2004 – Medical marijuana becomes available in Montana as a result of a successful citizens’ initiative, I-148. Over the first five years of the medical marijuana program in MT approximately 5000 individuals become cardholders.
2009 – A convergence variables including the Ogden Memo, the emergence of traveling clinics in MT, and increasing awareness resulted in an explosion in the number of medical marijuana cardholders and “caregivers” providing medical marijuana. Over the next 18 months, from late Oct ’09 – Dec ’10, cardholder numbers grew to nearly 30,000. There were more than 4000 caregivers in MT. There was no program oversite or regulation, just a registry of cardholders and caregivers.
2010 – In order to manage the program growth, the legislative interim committee on Children and Families developed a committee bill to regulate the program. The bill was not successful in the 2011 legislature.
2011 – During the 2011 Legislative session there were a dozen bills proposed to regulate the medical marijuana program. Almost all were designed to dismantle access in MT. On March 14, 2011, federal raids changed the tone for the conversation about regulation in Montana and threw a chill over the program. People were afraid. Legislation to repeal the program altogether passed but was vetoed by Governor Schweitzer. In the end, the legislature passed hastily drafted SB 423 which was de facto repeal of the MT medical marijuana program.
2011 – The MT Cannabis Industry Association (MTCIA) hired constitutional attorney, Jim Goetz, and filed a lawsuit to keep some provisions of SB 423 from going into effect, including the limit on the number of cardholders to three that a provider could serve and a prohibition on being paid to provide medical marijuana. The judge enjoined four provisions of the law, including the above. This allowed the program to keep their doors open. .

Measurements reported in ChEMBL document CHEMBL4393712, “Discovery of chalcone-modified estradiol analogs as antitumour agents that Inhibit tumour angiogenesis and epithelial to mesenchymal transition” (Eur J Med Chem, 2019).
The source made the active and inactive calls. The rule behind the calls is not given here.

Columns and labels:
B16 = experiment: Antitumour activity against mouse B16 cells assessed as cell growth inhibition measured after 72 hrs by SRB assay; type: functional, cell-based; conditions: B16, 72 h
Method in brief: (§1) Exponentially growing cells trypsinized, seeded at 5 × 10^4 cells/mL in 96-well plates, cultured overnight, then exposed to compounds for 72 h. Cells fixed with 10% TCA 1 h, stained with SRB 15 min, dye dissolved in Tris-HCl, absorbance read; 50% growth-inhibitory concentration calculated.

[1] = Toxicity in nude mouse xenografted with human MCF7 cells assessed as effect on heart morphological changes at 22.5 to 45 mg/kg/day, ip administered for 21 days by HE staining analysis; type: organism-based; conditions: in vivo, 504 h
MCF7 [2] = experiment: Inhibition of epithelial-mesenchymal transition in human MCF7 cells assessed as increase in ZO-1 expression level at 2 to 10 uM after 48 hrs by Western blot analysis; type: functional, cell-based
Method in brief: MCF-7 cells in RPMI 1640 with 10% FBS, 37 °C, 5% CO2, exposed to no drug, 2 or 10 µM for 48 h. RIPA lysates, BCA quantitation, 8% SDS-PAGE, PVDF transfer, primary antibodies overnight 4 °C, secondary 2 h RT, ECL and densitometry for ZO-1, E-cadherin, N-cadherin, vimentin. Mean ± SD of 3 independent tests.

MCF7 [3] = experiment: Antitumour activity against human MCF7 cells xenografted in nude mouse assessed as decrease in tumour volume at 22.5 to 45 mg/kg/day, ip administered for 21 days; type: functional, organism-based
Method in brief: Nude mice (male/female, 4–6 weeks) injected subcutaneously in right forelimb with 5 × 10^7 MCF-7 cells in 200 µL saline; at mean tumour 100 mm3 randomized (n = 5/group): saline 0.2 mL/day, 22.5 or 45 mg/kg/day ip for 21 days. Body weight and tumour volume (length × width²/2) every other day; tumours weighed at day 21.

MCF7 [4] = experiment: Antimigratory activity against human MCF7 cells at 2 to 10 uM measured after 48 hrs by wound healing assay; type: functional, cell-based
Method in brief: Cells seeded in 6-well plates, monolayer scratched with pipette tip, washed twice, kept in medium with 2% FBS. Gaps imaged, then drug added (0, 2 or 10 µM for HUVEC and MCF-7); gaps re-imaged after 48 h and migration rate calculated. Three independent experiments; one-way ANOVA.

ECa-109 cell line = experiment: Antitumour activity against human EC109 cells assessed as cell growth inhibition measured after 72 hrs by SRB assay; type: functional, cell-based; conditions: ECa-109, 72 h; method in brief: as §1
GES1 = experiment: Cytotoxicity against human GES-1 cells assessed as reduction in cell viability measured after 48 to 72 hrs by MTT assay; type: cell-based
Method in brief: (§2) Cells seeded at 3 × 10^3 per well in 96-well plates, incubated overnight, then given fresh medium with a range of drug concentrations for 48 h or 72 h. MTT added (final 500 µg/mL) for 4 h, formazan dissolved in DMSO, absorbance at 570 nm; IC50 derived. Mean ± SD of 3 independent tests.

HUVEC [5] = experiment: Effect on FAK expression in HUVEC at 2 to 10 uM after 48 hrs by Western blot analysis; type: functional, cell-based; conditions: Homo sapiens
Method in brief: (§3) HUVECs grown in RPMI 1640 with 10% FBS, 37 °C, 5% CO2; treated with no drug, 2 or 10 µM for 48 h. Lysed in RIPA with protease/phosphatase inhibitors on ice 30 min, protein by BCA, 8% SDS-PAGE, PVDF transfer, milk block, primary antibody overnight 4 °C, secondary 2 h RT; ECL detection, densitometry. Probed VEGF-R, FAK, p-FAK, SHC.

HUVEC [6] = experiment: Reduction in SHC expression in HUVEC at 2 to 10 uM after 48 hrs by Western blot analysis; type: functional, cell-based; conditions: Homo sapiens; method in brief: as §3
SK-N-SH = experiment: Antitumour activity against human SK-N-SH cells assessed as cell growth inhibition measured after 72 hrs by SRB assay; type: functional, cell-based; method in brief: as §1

2011-2016 – The lawsuit protected the medical program for the next 5 years. Members of the MTCIA, a fraction of those serving medical marijuana cardholders, carried the burden of $617,000 in legal fees to keep the doors open for Montana businesses and cardholders. The effort included two trips to the MT Supreme Court. In 2016, the Court ruled against the MTCIA and for the state. This ruling would all but shut down medical marijuana access in MT.
2016 – Anticipating the judgement, in March of 2016, the MTCIA launched a second medical marijuana initiative in Montana, I-182. The initiative was successful. The program was “closed” for only 10 weeks.
2017 – The MTCIA forwarded the first model for regulating medical marijuana in Montana, including testing, tracking, and the allowance for concentrates. This model, SB 333, carried by Sen. Mary Caferro, passed the state legislature with broad bipartisan support.
2018 – Efforts were made to rewrite the 2017 law through the rulemaking process by a Montana state legislator on behalf of her marijuana business interests and that of her law client. The effort, which included the cooperation of a state bureaucrat, resulted in an 18-month delay in implementing the law. The situation ended up in court (DV 18-1589). The effort to undermine the law was not successful. The bureaucrat was removed from the program.
2019 – The MTCIA forwarded SB 265 sponsored by Sen. Tom Jacobson. This legislation closed loopholes in the law and allowed for cardholders to purchase medical marijuana from any licensed provider (“untethering”). Untethering is scheduled to go into effect June 2, 2020. Since 2004, cardholders were only able to purchase medical marijuana from one individual identified on the cardholder’s paperwork with the state.
2019 -2020 – The Marijuana Policy Project (MPP) launched an initiative effort in Montana through a group called New Approach. This effort is to legalize adult use of marijuana in Montana. Signature gathering was delayed by the COVID 19 crisis. New Approach petitioned the courts for an extension on signature gathering and the allowance of digital signatures. The Judge denied the requests. The group launched signature gathering in early May 2020. The deadline for signatures is June 19, 2020.
June 2, 2020 – Cardholders in the Medical Marijuana Program will become untethered from providers. Since the onset of the program in 2004, cardholders have been required to purchase cannabis from a singular provider identified on the cardholder’s paperwork. As of June 2, 2020, cardholders will be able to purchase from any licensed provider.